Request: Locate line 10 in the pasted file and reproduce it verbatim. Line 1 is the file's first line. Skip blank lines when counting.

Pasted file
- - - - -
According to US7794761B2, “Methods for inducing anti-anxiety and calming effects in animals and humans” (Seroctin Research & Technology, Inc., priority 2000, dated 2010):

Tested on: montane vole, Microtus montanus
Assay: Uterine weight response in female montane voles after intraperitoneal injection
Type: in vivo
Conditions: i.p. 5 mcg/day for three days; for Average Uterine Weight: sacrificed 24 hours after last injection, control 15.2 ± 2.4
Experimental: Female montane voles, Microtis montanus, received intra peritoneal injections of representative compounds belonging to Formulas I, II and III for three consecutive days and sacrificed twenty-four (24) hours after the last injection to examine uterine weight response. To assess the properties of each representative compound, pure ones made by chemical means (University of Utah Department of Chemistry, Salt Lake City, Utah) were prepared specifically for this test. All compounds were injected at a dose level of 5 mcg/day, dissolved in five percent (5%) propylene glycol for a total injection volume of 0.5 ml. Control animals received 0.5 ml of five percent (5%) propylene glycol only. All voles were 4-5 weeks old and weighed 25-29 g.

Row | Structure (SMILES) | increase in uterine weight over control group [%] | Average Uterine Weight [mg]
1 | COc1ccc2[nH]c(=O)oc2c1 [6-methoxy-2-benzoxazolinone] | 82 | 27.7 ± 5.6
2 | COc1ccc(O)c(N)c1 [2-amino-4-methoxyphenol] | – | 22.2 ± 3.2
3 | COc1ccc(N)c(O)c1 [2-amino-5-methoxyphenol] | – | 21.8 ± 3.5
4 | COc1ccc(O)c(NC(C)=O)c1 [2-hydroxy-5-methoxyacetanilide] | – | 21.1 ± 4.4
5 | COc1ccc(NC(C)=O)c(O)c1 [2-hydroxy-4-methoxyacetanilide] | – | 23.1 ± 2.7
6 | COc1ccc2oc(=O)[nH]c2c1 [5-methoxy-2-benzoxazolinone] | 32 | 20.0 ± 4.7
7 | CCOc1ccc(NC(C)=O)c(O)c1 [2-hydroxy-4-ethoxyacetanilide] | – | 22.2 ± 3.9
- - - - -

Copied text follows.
3 | COc1ccc(N)c(O)c1 [2-amino-5-methoxyphenol] | – | 21.8 ± 3.5